The UK’s chief medical officer and advisor Professor Dame Sally Davies has concluded that there is evidence to show the therapeutic benefit of cannabis-based medicines for some conditions.
The finding has prompted Home Secretary Sajid Javid to commission the second part of the UK's review into cannabis-related medicinal products, led by an independent advisory committee.
This will see the Advisory Council on the Misuse of Drugs (ACMD) advise on whether they should be reclassified from their current Schedule 1 position within three weeks.
“Recent cases involving sick children made it clear to me that we needed to take a fresh look at the scheduling of cannabis-related medicinal products,” Javid said, and noted that he would consider the next steps to be taken on receiving advice from the committee.
“There is clear evidence from highly respected and trusted research institutions that some cannabis based medicinal products have therapeutic benefits for some medical conditions,” Professor Dame Sally said.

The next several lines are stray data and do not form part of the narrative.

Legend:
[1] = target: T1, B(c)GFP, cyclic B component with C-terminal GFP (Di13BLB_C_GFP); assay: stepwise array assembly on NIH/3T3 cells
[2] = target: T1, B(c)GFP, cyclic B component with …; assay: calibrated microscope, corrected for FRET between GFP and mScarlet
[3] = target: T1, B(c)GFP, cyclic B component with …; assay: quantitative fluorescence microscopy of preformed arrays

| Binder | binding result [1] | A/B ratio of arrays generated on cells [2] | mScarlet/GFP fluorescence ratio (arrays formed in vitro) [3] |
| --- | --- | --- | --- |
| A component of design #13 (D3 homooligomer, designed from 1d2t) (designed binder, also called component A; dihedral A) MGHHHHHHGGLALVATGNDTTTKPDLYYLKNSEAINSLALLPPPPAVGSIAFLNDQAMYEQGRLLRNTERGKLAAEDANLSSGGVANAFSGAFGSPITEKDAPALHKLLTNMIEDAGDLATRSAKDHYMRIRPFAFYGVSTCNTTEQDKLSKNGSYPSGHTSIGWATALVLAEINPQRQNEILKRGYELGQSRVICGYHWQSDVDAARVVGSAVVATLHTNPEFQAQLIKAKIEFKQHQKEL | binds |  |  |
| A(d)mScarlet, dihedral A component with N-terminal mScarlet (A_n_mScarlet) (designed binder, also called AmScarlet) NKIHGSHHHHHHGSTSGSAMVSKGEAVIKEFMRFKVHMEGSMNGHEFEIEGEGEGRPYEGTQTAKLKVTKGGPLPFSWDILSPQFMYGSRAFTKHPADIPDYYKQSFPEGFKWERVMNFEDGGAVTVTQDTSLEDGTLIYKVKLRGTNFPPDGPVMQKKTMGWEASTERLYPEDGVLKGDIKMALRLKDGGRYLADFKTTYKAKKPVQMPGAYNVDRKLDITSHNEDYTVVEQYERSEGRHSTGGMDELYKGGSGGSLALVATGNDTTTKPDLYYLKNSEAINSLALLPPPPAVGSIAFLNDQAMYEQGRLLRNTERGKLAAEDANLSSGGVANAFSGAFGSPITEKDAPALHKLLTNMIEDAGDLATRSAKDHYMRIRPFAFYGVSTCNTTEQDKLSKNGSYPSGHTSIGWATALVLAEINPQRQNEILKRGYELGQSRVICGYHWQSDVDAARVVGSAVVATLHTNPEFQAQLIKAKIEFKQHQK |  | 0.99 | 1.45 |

“As Schedule 1 drugs by definition have little or no therapeutic potential, it is therefore now clear that from a scientific point of view keeping cannabis-based medicinal products in Schedule 1 is very difficult to defend.”
Moving cannabis-based medicines out of the Schedule 1 category would allow doctors to prescribe them under strictly controlled conditions.
According to snap poll by Sky News, 82 percent of Britons believe the drug should be legalised for medical use, marking an increase of 10 percent compared with a similar Sky survey carried out in November 2016.
GW Pharmaceuticals’ is the first cannabis-based medicine to be licensed in the UK. Doctors can prescribe the drug for the treatment of MS-related spasticity, if the patient has shown inadequate response to other symptomatic treatments or cannot tolerate their treatment.